The leadership of the Republican and Democratic Parties alike have made the rules so this offshoring is irresistible to CEOs and investors. That is why it is not "greedy corporations" I blame but rather Bush 1, Clinton, Bush 2, Obama --and their partisans in Congress. These are the officials who write and sign the Free Trade Agreements (FTA's) that compel corporate management to move operations to other countries where profits will be higher for their company. The result for the USA is the offshoring of the factories and jobs that are the engines of wealth-creation in our country. The offshoring of factories and R&D labs is the offshoring of our jobs, wages, tax base, GDP, not to mention all the multiplier-effect jobs mfg creates, and not to mention all the lost opportunities for future innovation & production. The jobs & prosperity of our children have been deliberately moved to Asia and other countries offering more profitable conditions. The Republican and Democratic Parties understand very well how FTAs have exported 6 million jobs since 2000, but their wealthy sponsors have grown enormously rich in the process. This dismantles and discards essential pieces of our nation's industrial ecosystem itself, meaning we are losing the knowledge, skills & apparatus needed to make what we use now & what will be key to prosperity in the coming decades. Congress and the Presidents have sold out the American people to those who benefit from the wreck of our economy.
Will Wilkin November 20, 2012 at 04:54 PM
Compounding the larger decay of our infrastructure as public moneys are instead squandered on 700-1000 military bases on foreign soil and permanent multiple undeclared wars --on borrowed money. No Empire can long survive the offshoring of its economic base, and no Republic can long survive the militarism and secrecy and sheer dictatorship in "war on terror" laws that authorize Executive kill lists and "indefinite detentions" on secret evidence with zero due process. In a 2 party system where both parties are controlled by the same corporate and militarist interests, there is no way for citizens to "hold our elected officials accountable." That is the larger context of the unemployment and poverty spreading throughout America. The way to reverse it would be to put a full employment policy in front center of our political agenda, and behind that a national strategic economic vision with the Industrial Policy to achieve it. That vision should include ONshoring the manufacturing and R&D in those industries key to 21st century economic growth and prosperity. It would bring back the "American System" that from Alexander Hamilton until the 1970s made our country rich. That system used protective tariffs and govt-industry partnership to develop industry, technology and infrastructure as part of a total winning system.
Will Wilkin November 20, 2012 at 04:55 PM
The extreme libertarian free market ideology that has dominated public discourse for the last 3 decades has blinded us to the myriad ways we actually have socialism for the rich and instead been used to demonize the safety net that has kept tens of millions out of poverty, especially Social Security and Medicare. And of course that libertarian ideology has been used to justify the disastrous free trade policies that opened the holes in the US economy, still bleeding an average of 15,000 manufacturing jobs ever MONTH. Its not just the FTAs but also the overvalued dollar generally that combine to make offshoring so profitable.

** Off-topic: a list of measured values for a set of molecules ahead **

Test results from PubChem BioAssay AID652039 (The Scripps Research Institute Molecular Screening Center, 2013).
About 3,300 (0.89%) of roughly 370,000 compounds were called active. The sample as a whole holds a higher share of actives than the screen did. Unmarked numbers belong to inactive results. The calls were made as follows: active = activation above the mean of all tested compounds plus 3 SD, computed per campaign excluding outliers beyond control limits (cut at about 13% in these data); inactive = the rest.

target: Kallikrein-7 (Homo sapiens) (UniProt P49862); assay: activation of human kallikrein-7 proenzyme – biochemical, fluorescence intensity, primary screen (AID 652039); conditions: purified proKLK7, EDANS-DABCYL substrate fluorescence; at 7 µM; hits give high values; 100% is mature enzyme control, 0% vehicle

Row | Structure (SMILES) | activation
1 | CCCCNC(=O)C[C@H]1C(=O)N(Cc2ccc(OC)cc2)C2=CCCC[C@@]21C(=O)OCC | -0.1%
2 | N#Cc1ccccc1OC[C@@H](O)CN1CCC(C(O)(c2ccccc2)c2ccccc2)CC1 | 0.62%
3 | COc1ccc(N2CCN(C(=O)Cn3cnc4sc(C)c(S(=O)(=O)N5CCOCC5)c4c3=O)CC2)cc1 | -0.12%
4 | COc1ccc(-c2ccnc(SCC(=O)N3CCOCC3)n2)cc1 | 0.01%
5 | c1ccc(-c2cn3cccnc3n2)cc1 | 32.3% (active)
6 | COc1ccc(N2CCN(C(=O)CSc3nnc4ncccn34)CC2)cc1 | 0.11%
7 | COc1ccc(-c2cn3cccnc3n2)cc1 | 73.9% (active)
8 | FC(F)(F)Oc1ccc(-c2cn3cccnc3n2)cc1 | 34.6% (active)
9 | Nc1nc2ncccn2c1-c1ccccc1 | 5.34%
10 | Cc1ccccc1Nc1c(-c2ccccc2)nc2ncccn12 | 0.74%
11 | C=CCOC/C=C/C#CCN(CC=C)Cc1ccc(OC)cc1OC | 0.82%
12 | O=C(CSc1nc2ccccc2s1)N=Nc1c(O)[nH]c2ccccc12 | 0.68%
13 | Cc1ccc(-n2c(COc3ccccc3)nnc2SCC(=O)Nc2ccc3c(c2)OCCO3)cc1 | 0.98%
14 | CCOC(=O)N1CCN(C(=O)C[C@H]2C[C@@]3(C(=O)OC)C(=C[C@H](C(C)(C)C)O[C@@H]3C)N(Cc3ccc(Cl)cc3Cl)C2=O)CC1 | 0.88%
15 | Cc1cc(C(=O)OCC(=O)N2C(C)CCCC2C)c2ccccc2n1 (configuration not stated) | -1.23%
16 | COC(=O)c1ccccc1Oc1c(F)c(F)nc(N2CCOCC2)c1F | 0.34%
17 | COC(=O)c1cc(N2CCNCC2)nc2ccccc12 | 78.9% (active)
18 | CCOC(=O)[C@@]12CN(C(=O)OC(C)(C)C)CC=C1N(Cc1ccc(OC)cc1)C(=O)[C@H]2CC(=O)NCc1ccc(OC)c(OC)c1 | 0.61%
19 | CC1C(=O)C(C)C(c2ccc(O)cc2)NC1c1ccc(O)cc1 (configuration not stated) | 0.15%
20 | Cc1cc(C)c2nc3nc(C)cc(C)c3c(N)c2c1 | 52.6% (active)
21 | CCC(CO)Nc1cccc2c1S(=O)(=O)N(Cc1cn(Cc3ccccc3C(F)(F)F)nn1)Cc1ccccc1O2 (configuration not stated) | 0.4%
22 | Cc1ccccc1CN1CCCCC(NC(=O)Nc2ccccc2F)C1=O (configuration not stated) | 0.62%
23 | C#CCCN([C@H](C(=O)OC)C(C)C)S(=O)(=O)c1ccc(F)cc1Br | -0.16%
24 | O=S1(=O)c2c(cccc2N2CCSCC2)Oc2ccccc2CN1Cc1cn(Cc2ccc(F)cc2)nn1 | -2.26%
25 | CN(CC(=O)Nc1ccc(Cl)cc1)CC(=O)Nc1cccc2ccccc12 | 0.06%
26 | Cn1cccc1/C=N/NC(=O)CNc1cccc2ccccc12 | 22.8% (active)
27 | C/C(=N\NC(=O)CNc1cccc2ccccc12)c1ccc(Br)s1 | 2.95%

Will Wilkin November 20, 2012 at 04:55 PM
One way to demand change is to sign this petition: WE PETITION THE OBAMA ADMINISTRATION TO: Leave the World Trade Organization. By signing the agreement with the WTO, the U.S. Congress agreed to conceded to: Conforming U.S. laws, regulations and administrative procedures to the will of the WTO (Article XVI, p. 10) Subjecting all federal, state and local laws and practices that affect trade to international review by the WTO (Article XVI, p. 10) Allowing any WTO member country to challenge federal, state and local laws and practices as trade impeding (Section 2 of the Dispute Settlement Understanding) Taking all trade disputes to the WTO judiciary – giving the WTO final jurisdiction over all trade altercations. No appeal exists outside of the WTO (Section 2 of the Dispute Settlement Understanding) Empowering the WTO to enforce its rulings by imposing fines on the United States until we comply. Click below to sign: https://petitions.whitehouse.gov/petition/leave-world-trade-organization/mqNxY54n
Dave November 21, 2012 at 01:19 PM
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Tanya Carver November 21, 2012 at 05:12 PM
As a business owner, here's what I received today : "Employers will see a reduction in their Federal Unemployment Tax Act (FUTA) tax credit for 2012 because the state is unable to repay the outstanding loans for the unemployment insurance (UI) program. This is also known as a FUTA credit reduction. In addition to interest costs, states with federal loans that are outstanding for two consecutive years must make additional payments to FUTA. The additional FUTA tax collected will be applied to the State's outstanding loan balance thereby reducing the states loan principal. "Connecticut credit's reduction is 0.6%". Business' already had to make an extra payment in July. I fear this is just the beginning of additional taxes coming to Business owners. So much for creating jobs...
Will Wilkin November 21, 2012 at 08:36 PM
Hi Tanya, You are right that deepening long-term unemployment is costing more than just those persons unemployed. Offshoring millions of jobs and losing the additional millions of multiplier-effect jobs they would have created results in lower GDP, lower tax base, higher unemployment and food stamp costs, and long-term loss of competitiveness and prosperity for our nation. You might be interested in a comment posted today by Kenneth Davis Jr., former Assistant Secretary of Commerce, agreeing with your skepticism expressed in "so much for creating jobs..." QUOTE: ...We absolutely must reach Congress and the Obama Administration to demand action to save our country. I work on that objective every day. But for three years the Obama Administration and the President’sJobs and Competitiveness Council have turned down all requests for meetings and have failed to respond to any e-mails. After one attempt to reach Jeff Immelt, GE CEO and Chairman of the Jobs Council, he had a staff assistant call me. She said “You must know that the Council Members are mostly CEOs from multinational compmanies. You can’t expect them to do anything to help U.S. domestic industries!” Wow! I should have recorded that statement. K.N. Davis, Jr. Former U.S. Ass’t Secretary of Commerce UNQUOTE Read it here: http://economyincrisis.org/content/can-americas-middle-class-regain-prosperity#comments